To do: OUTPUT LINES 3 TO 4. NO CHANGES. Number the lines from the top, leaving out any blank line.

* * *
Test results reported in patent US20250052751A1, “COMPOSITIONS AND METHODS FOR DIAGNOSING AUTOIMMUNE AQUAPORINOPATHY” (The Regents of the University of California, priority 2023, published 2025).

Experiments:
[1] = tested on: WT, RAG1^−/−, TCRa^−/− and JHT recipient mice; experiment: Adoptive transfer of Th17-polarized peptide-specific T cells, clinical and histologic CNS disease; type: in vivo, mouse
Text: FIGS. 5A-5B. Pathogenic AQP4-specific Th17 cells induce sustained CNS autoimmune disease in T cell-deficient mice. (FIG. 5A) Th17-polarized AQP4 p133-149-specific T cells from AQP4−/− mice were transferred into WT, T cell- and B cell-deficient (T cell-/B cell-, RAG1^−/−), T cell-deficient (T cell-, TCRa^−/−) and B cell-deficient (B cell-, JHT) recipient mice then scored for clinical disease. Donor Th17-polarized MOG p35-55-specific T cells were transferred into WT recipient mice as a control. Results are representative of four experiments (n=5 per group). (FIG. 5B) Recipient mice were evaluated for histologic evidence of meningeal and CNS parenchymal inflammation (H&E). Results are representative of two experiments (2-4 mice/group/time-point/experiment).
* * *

[1] = tested on: WT, RAG1^−/−, TCRa^−/− and JHT recipient mice; experiment: Adoptive transfer of Th17-polarized peptide-specific T cells, clinical and histologic CNS disease; type: in vivo, mouse
Text: FIGS. 5A-5B. Pathogenic AQP4-specific Th17 cells induce sustained CNS autoimmune disease in T cell-deficient mice. (FIG. 5A) Th17-polarized AQP4 p133-149-specific T cells from AQP4−/− mice were transferred into WT, T cell- and B cell-deficient (T cell-/B cell-, RAG1^−/−), T cell-deficient (T cell-, TCRa^−/−) and B cell-deficient (B cell-, JHT) recipient mice then scored for clinical disease. Donor Th17-polarized MOG p35-55-specific T cells were transferred into WT recipient mice as a control. Results are representative of four experiments (n=5 per group). (FIG. 5B) Recipient mice were evaluated for histologic evidence of meningeal and CNS parenchymal inflammation (H&E). Results are representative of two experiments (2-4 mice/group/time-point/experiment).